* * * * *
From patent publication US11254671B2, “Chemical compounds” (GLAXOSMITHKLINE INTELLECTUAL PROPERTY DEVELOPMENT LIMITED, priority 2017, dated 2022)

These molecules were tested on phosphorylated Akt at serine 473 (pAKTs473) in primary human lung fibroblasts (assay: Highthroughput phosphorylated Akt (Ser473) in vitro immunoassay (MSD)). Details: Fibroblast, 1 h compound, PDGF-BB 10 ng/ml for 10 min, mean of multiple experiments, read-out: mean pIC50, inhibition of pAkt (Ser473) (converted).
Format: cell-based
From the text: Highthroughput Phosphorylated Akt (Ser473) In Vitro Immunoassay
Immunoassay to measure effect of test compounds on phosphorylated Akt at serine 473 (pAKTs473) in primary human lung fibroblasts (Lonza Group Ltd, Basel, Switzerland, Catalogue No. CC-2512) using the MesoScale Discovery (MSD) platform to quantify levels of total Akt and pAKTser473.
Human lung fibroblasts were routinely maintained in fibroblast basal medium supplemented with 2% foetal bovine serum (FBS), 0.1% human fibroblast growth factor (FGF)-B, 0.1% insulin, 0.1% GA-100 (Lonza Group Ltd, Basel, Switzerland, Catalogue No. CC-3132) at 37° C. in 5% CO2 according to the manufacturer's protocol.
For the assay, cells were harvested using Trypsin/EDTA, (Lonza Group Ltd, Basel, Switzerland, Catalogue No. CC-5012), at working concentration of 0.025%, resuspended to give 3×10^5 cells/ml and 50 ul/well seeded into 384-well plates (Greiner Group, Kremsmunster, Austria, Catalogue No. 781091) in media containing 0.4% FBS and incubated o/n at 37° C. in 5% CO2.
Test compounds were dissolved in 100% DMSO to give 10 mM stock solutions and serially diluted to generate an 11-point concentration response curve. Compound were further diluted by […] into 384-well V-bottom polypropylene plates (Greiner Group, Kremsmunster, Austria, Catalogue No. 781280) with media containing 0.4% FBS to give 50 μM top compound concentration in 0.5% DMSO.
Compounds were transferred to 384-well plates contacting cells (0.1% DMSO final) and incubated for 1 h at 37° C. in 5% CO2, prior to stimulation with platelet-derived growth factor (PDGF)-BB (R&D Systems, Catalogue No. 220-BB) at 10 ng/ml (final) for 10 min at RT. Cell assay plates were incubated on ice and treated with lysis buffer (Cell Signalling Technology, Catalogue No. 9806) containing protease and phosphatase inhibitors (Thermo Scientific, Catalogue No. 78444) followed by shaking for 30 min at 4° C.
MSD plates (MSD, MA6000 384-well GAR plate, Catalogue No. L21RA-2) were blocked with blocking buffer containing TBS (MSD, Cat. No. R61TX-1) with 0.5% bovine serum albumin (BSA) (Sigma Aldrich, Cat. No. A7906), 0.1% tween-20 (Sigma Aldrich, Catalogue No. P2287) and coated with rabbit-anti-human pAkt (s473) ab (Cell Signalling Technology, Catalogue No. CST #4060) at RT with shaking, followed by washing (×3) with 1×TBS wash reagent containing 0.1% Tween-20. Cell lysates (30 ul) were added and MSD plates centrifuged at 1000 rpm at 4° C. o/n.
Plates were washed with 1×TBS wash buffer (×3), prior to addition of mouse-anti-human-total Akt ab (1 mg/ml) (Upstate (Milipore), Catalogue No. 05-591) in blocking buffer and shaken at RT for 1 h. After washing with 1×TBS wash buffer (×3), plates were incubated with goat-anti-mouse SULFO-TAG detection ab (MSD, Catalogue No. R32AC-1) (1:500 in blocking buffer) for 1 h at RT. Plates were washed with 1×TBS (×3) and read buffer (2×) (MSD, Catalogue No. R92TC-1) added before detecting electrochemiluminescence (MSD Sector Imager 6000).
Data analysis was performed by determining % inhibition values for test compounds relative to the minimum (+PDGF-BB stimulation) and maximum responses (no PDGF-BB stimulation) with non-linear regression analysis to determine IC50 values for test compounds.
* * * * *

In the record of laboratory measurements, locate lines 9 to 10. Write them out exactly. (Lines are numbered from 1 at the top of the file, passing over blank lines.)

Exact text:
Compounds were transferred to 384-well plates contacting cells (0.1% DMSO final) and incubated for 1 h at 37° C. in 5% CO2, prior to stimulation with platelet-derived growth factor (PDGF)-BB (R&D Systems, Catalogue No. 220-BB) at 10 ng/ml (final) for 10 min at RT. Cell assay plates were incubated on ice and treated with lysis buffer (Cell Signalling Technology, Catalogue No. 9806) containing protease and phosphatase inhibitors (Thermo Scientific, Catalogue No. 78444) followed by shaking for 30 min at 4° C.
MSD plates (MSD, MA6000 384-well GAR plate, Catalogue No. L21RA-2) were blocked with blocking buffer containing TBS (MSD, Cat. No. R61TX-1) with 0.5% bovine serum albumin (BSA) (Sigma Aldrich, Cat. No. A7906), 0.1% tween-20 (Sigma Aldrich, Catalogue No. P2287) and coated with rabbit-anti-human pAkt (s473) ab (Cell Signalling Technology, Catalogue No. CST #4060) at RT with shaking, followed by washing (×3) with 1×TBS wash reagent containing 0.1% Tween-20. Cell lysates (30 ul) were added and MSD plates centrifuged at 1000 rpm at 4° C. o/n.